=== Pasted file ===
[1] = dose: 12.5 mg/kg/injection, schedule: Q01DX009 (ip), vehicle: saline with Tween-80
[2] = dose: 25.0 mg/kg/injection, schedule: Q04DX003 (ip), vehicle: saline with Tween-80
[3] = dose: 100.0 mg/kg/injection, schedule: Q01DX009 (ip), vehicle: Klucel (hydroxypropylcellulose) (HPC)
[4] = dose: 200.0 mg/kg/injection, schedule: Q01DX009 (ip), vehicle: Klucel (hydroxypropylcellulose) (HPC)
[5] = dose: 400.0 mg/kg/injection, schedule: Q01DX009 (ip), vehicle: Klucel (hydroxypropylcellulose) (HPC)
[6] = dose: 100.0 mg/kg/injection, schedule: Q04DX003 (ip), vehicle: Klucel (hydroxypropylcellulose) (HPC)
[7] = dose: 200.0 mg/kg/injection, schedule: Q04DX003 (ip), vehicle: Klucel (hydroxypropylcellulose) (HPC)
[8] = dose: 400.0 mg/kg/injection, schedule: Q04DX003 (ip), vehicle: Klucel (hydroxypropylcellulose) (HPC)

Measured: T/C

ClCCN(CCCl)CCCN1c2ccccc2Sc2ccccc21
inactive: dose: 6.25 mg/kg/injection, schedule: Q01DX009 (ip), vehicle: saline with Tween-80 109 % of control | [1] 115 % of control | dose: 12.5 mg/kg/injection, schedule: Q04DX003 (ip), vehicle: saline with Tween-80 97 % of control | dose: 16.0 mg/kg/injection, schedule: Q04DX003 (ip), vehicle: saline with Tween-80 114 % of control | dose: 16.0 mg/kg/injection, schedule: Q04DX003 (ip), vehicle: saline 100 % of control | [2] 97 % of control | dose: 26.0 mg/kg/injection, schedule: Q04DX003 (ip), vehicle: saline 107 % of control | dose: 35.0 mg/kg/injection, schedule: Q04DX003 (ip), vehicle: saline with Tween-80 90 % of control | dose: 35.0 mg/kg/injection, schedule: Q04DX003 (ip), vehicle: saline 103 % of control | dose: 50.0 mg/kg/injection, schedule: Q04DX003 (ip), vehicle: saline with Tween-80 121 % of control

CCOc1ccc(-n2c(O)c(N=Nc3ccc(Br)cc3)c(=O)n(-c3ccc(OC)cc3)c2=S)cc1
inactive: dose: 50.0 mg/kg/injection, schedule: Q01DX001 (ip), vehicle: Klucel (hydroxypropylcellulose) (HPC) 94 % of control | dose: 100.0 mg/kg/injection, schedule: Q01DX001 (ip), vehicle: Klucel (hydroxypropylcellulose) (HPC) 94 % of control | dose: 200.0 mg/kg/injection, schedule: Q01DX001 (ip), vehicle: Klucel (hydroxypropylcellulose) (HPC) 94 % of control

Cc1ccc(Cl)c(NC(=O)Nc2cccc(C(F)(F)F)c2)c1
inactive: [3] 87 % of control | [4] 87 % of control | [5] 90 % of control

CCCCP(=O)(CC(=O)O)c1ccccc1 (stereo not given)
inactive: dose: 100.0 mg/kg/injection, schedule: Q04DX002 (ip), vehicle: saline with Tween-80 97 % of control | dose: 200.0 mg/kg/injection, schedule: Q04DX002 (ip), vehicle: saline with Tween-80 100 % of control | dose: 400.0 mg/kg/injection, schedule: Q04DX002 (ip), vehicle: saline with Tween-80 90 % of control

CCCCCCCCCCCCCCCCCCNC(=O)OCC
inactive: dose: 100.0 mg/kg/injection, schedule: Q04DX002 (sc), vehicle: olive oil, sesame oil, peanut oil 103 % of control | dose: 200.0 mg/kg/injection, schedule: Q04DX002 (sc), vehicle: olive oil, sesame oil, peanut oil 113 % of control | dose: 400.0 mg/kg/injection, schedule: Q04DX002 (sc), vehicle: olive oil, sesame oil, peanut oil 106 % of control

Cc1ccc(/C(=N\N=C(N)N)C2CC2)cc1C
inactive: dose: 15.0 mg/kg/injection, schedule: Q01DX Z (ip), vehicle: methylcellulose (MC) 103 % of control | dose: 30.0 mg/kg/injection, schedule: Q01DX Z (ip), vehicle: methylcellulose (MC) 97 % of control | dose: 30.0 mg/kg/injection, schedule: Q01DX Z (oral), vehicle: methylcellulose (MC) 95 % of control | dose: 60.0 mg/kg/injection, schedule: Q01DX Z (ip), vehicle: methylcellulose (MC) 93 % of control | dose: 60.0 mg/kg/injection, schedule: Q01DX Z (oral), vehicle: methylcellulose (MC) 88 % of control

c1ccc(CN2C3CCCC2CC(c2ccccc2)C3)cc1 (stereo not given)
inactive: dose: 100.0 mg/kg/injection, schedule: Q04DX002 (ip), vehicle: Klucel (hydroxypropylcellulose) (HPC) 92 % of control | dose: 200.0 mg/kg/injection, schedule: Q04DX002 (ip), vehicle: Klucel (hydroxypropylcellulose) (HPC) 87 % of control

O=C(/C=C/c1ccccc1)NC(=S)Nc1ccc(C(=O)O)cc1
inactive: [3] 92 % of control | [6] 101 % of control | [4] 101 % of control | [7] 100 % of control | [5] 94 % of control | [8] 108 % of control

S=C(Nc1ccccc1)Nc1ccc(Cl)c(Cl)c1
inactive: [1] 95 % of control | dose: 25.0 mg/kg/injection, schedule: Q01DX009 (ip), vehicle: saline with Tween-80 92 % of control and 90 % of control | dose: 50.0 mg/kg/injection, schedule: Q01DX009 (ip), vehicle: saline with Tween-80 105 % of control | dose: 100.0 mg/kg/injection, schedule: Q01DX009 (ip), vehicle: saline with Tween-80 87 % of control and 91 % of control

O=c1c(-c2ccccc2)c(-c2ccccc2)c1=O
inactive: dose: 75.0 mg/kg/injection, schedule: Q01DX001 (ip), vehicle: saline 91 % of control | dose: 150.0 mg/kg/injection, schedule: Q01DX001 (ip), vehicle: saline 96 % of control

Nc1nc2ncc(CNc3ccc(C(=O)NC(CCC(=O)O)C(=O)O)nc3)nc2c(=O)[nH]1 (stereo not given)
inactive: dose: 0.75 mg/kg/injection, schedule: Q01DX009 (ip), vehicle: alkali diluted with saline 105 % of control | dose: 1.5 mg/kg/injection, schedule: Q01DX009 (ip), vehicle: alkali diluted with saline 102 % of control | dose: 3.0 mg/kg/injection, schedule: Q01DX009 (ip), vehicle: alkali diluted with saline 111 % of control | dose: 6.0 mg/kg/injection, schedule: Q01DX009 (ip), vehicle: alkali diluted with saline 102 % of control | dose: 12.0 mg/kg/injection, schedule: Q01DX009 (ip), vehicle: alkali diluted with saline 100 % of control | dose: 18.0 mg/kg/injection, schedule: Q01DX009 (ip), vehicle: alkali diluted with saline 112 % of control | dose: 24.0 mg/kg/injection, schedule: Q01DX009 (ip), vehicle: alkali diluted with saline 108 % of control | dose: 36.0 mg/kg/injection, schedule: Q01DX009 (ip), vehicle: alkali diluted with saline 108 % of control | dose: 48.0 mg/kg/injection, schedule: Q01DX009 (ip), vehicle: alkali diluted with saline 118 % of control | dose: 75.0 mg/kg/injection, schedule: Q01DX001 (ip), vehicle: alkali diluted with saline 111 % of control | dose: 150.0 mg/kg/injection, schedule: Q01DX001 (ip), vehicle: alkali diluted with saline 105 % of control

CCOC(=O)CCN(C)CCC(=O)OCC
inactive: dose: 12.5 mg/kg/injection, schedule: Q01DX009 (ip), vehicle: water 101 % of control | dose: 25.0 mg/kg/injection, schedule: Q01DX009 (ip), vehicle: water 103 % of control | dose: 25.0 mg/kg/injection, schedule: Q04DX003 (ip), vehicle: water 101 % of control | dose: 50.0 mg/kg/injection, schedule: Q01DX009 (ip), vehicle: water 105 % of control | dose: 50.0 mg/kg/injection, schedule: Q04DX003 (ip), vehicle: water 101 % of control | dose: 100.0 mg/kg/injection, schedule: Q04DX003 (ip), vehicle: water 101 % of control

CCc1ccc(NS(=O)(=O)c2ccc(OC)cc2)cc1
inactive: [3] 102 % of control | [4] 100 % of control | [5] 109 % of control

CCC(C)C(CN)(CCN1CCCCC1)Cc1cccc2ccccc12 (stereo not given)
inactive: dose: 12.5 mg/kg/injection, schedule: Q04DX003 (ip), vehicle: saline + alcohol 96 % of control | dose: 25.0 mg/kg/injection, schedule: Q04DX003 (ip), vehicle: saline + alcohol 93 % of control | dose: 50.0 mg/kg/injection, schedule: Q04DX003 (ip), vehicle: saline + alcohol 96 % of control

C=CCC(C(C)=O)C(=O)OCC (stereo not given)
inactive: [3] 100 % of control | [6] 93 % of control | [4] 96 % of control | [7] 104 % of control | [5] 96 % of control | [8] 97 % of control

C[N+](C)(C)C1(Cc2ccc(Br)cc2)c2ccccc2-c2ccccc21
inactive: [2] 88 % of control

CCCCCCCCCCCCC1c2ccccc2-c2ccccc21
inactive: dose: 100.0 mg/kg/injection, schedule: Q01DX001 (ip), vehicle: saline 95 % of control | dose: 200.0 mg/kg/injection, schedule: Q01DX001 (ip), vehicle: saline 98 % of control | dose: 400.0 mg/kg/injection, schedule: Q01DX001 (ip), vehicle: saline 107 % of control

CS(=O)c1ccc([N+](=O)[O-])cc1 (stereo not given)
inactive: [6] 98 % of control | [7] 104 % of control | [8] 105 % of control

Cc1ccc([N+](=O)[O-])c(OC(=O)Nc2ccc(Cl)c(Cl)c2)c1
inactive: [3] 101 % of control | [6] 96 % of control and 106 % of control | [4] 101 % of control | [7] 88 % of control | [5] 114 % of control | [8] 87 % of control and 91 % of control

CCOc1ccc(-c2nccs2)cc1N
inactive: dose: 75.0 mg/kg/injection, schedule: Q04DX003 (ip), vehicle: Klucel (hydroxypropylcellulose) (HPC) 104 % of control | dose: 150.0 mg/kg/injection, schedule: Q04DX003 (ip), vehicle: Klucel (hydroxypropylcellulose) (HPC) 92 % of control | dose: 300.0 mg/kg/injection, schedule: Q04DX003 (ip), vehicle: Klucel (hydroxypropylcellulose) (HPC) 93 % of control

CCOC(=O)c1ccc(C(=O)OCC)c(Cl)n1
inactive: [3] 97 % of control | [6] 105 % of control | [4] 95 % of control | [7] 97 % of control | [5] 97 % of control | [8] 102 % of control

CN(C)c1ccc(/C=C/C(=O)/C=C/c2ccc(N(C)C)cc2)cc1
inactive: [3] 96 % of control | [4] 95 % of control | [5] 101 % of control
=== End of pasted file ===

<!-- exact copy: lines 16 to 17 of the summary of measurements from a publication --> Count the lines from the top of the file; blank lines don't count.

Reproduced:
CCCCP(=O)(CC(=O)O)c1ccccc1 (stereo not given)
inactive: dose: 100.0 mg/kg/injection, schedule: Q04DX002 (ip), vehicle: saline with Tween-80 97 % of control | dose: 200.0 mg/kg/injection, schedule: Q04DX002 (ip), vehicle: saline with Tween-80 100 % of control | dose: 400.0 mg/kg/injection, schedule: Q04DX002 (ip), vehicle: saline with Tween-80 90 % of control